“Standards of discipline and responsibility have plummeted since perestroika. Quite a few of our scientists, diplomats and journalists have been tried for treason,” he said. “We believe that state interests must be protected. But this bill is unfinished and unsubstantiated. In its present form, it can be applied arbitrarily in any situation to pardon some and punish others (the opposition).”
Deputies from A Just Russia have called on their colleagues to boycott the amendments.
Dmitry Gudkov, the son of Gennady Gudkov, who was recently stripped of his mandate, believes that the law “gives irresponsible people broad powers to charge almost anyone with treason and espionage. Suppose you show someone how to get to Red Square, and that person turns out to be a spy. You automatically become his accomplice.”
The ruling United Russia party supports the bill and does not think that the law-enforcement bodies would use it as a weapon.
Frants Klintsevich told Izvestia that treason should be punished as harshly as possible.
“We discussed introducing capital punishment for pedophiles. I think that treason is a comparable crime. The law must clearly specify every possible case. And decisions should not be taken just by one person,” he said. The United Russia deputy believes that the journalists and politicians who mingle with foreigners are unlikely to know any secrets. But military people should definitely fall under the bill’s jurisdiction, Klintsevich said.
Government Order: Leg-Up for Aircraft Industry
Up to 80 aircraft will be retired from the national air fleet before 2018, President Vladimir Putin said at a meeting in Ulyanovsk. The subject of discussion was a consolidated government order for Russian-made planes. “It is necessary to plan which aircraft, what types and what quantities our country needs now,” he said.
A consolidated government order for the aviation industry is a “passport to the future”: without it companies will be unable to begin the extended production of aircraft.
“This approach will provide a stable work-load for enterprises and enable them to make long-range technological plans and cut costs,” Putin said.
“We are talking about civilian aircraft and special planes for the Defense Industry, the Emergencies Industry, the Interior Industry and the Federal Security Service. These would be transport, fire-fighting and sick and injured evacuation planes, and planes used for relief operations, cargo transportation, humanitarian aid and transporting the sick and wounded,” Putin said.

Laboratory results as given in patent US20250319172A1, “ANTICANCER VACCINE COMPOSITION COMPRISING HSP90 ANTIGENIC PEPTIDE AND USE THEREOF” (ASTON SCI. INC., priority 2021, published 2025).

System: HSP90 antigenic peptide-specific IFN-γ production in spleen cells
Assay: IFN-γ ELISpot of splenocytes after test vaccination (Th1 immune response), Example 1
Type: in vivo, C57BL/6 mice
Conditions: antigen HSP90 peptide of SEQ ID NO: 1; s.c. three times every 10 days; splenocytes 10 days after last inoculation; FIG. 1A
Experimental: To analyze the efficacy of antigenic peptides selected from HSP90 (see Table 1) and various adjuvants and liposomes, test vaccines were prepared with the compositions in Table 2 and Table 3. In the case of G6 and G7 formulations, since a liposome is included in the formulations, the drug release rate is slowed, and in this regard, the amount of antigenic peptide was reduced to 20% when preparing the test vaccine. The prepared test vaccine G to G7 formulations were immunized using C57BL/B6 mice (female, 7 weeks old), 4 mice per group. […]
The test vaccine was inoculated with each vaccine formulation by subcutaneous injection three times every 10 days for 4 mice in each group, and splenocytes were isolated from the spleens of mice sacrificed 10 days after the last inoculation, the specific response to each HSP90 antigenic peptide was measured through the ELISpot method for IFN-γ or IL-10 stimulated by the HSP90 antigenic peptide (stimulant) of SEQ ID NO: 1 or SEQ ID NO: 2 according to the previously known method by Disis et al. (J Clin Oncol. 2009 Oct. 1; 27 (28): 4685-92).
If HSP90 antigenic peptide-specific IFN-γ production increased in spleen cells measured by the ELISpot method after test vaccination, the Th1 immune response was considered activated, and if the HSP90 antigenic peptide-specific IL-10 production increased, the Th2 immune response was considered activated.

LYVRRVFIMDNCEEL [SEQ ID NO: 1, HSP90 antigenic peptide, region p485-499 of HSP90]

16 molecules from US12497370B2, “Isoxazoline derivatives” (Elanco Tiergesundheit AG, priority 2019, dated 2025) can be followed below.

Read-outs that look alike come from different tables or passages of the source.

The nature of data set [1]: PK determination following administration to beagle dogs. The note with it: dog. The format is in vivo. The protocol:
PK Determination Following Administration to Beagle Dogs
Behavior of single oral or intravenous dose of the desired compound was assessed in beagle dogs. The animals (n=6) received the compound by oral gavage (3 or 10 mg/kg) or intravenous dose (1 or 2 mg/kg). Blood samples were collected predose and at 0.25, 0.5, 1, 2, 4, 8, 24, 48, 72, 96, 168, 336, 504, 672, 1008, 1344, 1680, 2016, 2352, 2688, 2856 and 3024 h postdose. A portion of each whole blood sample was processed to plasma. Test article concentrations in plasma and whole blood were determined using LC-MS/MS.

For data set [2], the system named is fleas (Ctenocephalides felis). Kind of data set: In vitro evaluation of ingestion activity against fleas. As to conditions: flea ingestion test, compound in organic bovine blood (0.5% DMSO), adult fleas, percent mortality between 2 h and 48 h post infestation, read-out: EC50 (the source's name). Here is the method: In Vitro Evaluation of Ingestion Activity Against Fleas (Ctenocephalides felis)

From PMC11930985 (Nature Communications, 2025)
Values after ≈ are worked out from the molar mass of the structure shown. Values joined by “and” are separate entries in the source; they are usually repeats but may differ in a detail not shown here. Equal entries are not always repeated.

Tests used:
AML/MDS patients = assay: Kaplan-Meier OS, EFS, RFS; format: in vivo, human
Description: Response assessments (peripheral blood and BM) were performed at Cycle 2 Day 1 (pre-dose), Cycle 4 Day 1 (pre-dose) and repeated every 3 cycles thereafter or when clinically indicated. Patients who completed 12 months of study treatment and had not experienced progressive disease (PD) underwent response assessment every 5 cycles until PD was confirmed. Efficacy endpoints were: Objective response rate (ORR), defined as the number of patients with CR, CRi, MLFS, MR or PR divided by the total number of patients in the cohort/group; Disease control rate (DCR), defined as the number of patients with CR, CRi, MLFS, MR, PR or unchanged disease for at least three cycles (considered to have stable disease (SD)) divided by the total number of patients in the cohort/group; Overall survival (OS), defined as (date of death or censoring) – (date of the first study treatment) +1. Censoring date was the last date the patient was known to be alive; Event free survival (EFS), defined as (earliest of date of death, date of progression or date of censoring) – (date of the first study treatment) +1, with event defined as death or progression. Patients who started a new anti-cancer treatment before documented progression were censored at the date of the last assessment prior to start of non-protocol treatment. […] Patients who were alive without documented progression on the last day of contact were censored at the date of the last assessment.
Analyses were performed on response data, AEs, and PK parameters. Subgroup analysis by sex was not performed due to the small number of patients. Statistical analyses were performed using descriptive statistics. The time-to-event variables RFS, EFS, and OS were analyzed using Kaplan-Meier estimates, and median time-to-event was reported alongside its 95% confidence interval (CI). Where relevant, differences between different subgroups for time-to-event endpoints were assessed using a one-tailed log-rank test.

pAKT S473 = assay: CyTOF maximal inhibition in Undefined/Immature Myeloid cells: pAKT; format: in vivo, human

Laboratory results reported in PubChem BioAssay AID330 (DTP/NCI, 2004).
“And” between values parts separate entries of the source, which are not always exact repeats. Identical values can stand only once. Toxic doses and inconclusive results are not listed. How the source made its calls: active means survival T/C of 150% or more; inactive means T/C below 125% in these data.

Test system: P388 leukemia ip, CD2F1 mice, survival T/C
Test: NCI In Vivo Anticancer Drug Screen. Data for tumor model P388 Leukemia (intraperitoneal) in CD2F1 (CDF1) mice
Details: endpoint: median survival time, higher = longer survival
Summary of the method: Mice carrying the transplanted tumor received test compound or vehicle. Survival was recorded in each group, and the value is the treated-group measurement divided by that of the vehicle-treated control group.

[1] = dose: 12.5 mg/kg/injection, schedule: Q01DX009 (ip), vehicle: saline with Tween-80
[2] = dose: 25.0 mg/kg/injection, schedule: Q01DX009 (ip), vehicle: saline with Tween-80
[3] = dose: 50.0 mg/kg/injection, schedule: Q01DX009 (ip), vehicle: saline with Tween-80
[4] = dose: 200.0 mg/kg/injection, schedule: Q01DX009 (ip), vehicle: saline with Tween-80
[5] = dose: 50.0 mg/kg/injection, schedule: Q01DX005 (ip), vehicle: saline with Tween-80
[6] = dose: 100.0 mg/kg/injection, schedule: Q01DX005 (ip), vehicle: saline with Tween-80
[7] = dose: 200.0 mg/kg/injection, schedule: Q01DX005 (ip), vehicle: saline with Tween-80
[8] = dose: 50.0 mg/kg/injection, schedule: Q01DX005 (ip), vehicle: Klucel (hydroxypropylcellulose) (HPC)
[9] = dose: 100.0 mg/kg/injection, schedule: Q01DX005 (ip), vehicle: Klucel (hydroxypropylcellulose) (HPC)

“Today, many of our aircraft are outdated both physically and technically. Before 2018, we are to write off a total of 80 planes,” the president added. “It is important that the vast resources being put into the rearmament program and defense sector can have a cumulative effect on production and help create a competitive aviation industry.”
Minister of Industry and Trade Denis Manturov said that a targeted increase in corporate capital has been the main approach to support United Aircraft Corporation until now.
“A government order must replace this now. This is a more efficient way to give aviation a strong footing in the international market amid steep competition. The idea of government orders is nothing new: Many countries use them to support their industry.”
The minister suggested using leasing programs and loans, rather than cash, to stimulate a government order. These kinds of programs do not require large lump payments. The first contribution from the budget must be not larger than 20% of the aircraft’s cost. The balance could be paid for over 15 years – federal agencies could take out loans, enact leasing mechanisms and use the saved money.
Today’s civilian fleet is made up of Tu-134, Tu-154, Il-62 and even Il-18s. Their technical and physical wear and low fuel efficiency require high operating, maintenance, and repair costs.
Chief of Presidential Staff Sergei Ivanov spoke of a large government order for the Tu-204Sm, the Tu-214, the An-148 and the Sukhoi Superjet, which are needed not only by security agencies but also by government organizations.
According to Ivanov, the state will also purchase about a hundred Il-76Md-90A aircraft before 2018-2020 (apart from a Defense Ministry order for 39 upgraded Ils).
“This plane is a workhorse,” Ivanov explained. “For Ulyanovsk, even one Defense Ministry contract would guarantee employment at the plant until 2018 at least. If the Tu-204SM is added to the order, it would mean a full workload for the plant for the first time since 1991,” he said.